Acrylic and ink on 300gsm paper. 50cm. x 70cm.
Recognisable motifs or symbols have become recurring elements in my works. New symbols often appear as a painting developes and if relevant, they remain.
The hands developed from vague distant memories of junior school art, (when we would draw an outline around our hands to be coloured in). However when added to this work the hands took on a new meaning and memories most rececent, replaced those of earlier times. “Steady Hands” show that as a Parkinson’s sufferer, I am fortunate to not yet have tremors. The vibrant colours are my way of railing against a dull unpleasant disease. And the “Lost Neurons”, how else can I portray brain cells no longer there, than to have voids and holes within the image? Lost neurons are gone forever, I must use different cells to ‘rewire’ my brain.
“Scibbling”, Acrylic and Ink on paper. 50cm. x 70cm.
Another painting in my ‘Parkinson’s’ series of works. Composed of many layers, laden with symbolism and memory, from the blackboard in earlier layers to the egg in the foreground. It recalls the thrill as a young schoolboy is introduced to pots of coloured paints, comparing that experience to the same boy today,. Inspired by colour still, but now much older. ‘Scribbling’ has more than one definition in this painting, one meaning talks of handwriting as I re-learn to write. Another concerns memory. Recollections of a young boy, fascinated by the markings on the eggs of the Yellowhammer. As young boys we used to call this small bird the ‘Scribbling Master’. The egg itself may be a symbol of new life. It could be my new life, one of re-learning lost skills. Time passes; now it is I who may be the ‘Scribbling Master’.
“Helter Skelter” – Acrylic and ink on paper, 50cm. x 70cm.
The title came from the sixties White Album, but the image was inspired by a recent Paul Macartney concert.
Could I be going around in circles on this hectic fairground slide? Where the satisfaction of conquering one challenge of Parkinson’s disease, is soured by frustration. Knowing that I am riding the slippery spiral, Helter skeltering towards many more challenges.
To quote the words from – Lennon / Macartney.
When I get to the bottom I go back to the top of the slide
Where I stop and I turn and I go for a ride
Till I get to the bottom and I see you again.
Patterns of Place, 1.
It has been a little while since my last post, nevertheless I have not been unproductive. These images, completed a few months ago are a way of progressing from the landscapes in my last posts. I am lured back to abstraction in my search to translate emotion, and a sence of place, into the visual.
In their own way each image has some degree of sucess.
‘Patterns of Place, 1″. Is an attemt to simplify the landscape into blocks of colour. Constantly changing with the varying light it is difficult to contain the changing colours within a single image.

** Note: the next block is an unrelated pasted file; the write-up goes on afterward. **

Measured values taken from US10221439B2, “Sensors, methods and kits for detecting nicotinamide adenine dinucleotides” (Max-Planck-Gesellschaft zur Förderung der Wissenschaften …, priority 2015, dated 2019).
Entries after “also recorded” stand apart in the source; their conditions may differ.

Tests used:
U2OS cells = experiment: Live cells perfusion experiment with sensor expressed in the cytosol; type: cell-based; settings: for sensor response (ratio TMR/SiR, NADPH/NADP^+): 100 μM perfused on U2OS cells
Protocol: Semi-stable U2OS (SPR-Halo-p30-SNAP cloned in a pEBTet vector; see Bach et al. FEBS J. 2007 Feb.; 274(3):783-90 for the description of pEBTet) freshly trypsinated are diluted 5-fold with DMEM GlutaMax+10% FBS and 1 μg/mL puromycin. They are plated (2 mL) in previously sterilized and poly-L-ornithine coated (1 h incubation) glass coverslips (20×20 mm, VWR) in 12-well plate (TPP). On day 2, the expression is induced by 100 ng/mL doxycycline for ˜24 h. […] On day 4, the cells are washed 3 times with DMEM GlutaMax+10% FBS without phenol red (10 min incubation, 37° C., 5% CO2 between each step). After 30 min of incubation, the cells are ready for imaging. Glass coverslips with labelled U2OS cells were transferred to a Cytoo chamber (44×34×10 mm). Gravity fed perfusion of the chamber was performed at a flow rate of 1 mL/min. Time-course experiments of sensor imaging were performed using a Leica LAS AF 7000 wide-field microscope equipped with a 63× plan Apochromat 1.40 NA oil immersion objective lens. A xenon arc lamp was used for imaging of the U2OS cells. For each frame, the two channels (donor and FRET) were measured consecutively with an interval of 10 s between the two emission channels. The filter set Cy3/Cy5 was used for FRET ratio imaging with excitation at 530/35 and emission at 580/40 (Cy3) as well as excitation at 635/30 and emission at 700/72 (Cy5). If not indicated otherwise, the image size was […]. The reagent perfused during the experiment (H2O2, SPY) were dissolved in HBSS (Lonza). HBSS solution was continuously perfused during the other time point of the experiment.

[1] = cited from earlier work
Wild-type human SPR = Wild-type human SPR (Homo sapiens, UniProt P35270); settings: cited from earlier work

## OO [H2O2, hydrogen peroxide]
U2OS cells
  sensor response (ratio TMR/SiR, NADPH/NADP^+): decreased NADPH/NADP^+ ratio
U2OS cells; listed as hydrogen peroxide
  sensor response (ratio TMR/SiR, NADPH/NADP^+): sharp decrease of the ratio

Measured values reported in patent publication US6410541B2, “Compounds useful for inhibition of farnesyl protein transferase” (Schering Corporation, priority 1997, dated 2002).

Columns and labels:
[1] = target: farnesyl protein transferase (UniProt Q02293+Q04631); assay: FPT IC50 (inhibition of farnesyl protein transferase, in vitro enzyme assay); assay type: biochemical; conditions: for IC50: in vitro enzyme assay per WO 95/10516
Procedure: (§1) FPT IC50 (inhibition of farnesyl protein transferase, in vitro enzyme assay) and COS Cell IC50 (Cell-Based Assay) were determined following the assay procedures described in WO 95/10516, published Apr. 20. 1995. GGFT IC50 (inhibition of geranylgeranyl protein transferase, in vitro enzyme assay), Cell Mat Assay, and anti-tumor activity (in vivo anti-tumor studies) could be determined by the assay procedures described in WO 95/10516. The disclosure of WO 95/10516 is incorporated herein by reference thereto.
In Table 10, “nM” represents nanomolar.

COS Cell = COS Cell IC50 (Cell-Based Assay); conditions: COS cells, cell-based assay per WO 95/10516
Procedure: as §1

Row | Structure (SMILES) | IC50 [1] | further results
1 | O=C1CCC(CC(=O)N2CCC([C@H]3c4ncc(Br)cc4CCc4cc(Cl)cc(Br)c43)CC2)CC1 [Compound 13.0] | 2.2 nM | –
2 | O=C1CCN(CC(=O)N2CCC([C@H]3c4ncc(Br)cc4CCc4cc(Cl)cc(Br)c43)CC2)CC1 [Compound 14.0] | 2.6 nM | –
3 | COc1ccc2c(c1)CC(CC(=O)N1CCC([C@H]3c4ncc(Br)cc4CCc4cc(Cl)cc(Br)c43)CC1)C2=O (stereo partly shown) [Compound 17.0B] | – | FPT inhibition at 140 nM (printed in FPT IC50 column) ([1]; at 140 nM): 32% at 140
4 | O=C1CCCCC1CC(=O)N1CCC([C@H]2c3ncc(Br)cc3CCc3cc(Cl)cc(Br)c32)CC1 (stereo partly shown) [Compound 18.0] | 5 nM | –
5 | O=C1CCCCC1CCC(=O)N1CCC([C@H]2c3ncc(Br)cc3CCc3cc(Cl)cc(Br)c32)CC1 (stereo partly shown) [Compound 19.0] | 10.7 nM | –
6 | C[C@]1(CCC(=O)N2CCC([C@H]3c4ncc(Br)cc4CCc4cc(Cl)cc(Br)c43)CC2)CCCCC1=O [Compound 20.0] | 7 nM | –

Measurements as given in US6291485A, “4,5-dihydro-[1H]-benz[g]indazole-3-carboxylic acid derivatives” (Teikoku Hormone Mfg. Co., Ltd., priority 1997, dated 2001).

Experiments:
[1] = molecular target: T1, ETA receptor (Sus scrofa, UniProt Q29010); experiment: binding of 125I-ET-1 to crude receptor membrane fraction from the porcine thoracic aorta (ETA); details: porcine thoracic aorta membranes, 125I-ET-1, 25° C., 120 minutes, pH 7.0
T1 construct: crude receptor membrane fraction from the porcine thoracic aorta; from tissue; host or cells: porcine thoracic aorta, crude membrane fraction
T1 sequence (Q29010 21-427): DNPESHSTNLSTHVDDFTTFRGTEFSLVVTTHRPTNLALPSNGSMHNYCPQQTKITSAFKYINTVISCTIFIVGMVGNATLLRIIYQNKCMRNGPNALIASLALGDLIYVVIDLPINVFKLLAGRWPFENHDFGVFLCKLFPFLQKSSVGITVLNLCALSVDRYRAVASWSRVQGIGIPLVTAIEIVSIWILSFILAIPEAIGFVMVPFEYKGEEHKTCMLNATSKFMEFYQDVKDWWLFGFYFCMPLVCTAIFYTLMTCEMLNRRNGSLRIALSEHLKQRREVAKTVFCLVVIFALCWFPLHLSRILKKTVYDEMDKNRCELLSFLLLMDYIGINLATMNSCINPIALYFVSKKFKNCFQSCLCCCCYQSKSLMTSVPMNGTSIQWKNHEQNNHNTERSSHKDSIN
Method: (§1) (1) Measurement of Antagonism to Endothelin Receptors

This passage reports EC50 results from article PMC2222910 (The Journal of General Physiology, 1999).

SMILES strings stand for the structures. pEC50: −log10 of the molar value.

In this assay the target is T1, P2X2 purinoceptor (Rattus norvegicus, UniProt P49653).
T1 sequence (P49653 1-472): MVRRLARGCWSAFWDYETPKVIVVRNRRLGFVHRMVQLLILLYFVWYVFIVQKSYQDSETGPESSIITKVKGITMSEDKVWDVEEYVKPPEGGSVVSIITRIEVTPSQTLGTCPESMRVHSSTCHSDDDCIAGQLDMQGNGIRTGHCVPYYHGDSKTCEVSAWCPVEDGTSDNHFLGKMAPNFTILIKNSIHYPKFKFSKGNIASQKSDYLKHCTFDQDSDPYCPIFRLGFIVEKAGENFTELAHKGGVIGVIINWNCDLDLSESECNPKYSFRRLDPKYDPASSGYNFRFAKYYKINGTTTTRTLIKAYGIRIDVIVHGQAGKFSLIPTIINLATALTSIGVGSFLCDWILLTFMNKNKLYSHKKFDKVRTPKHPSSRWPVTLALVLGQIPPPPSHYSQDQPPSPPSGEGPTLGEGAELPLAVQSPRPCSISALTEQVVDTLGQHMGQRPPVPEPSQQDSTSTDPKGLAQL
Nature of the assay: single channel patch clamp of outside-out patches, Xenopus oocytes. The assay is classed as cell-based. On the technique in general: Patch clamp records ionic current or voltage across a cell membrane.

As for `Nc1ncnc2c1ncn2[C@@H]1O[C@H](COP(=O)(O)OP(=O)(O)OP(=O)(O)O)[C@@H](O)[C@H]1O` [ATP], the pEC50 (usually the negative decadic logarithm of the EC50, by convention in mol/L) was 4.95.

“Dappled Sunlight” I want to catch the the colours of sunlight on Tallow-wood and the green of new growth amongst darker shadows.
“Understory, 1”. The brightest of days often cast the darker shadows. In apprehension I am drawn toward the tangled undergrowth. What is hidden within, what lies beyond, should I dare crossthat line?
Although these works are the result of both ‘en plien air‘ and studio sketches, ultimately the drawings serve only as a reminder of an experience, and the final images merely a fleeting memory, or impression of a moment in time.
“The Unformed Road” Acrylic and ink on paper, 50cm. x 70cm.
I have given this painting the title “The Unformed Road”, because that’s how it is described on the topographical map of the location. It has now become bordered on all sides by private properties, a landlocked strip of wilderness. This particular spot adjoins our back garden, and is a favourite shady place for kangaroos to rest in the afternoons. I have been attracted to paint here; to me it is a mysterious, wild place where nature is reclaiming what humankind once tried to fence off and control. I am reminded of Kipling’s poem, “The Way Through the Woods”. Typical English wildlife and ghosts from the past inhabit Kipling’s lost road, whereas Bandicoots, Kangaroos, raucous Kookaburras, quarrelsome Lorikeets, musical Butcherbirds, make this a magical space to me. The surrounding area shows mostly evidence of modern settlement. It has been claimed, occupied, fenced, farmed and built upon, but traditionally it is Yaegl land so I am sensitive to this fact and respectful when walking over this ground.
“Over the Fence – 2”. Acrylic on 300.gsm. paper, 50cm. x 70cm.
I have been asked what is it that brings me back to a more representational style. In other words, why am I painting these new landscapes? Am I reflecting back to the woodlands of my youth? The answer is that I do not know, nor should I be too concerned. I think that to be too analytical may lead me toward fabricating an untruth.
To me “Over the Fence” is much the same as my recent abstract landscapes. When I look back on them they seem have an element of the unknown in nature. It may be that I am responding to a fear of the unknown, There may also be a supersticious or spiritual concern in my work. Nevertheless to think too much about the reason why when I am painting would lead me nowhere. No matter what the subject, there is much intuition in my work.
“Over the Fence”, acrylic on 300.gsm. paper, 50cm. x 70cm. A break from Abstraction with a return to Landscape. Many “en plein air’ studies eventually led to this painting. It is a subject that I have been returning to unsuccessfully until now. I had always looked at the wider picture, when all along my only intent was to express the sensation of entangled undergrowth. What lies beyond remains a mystery.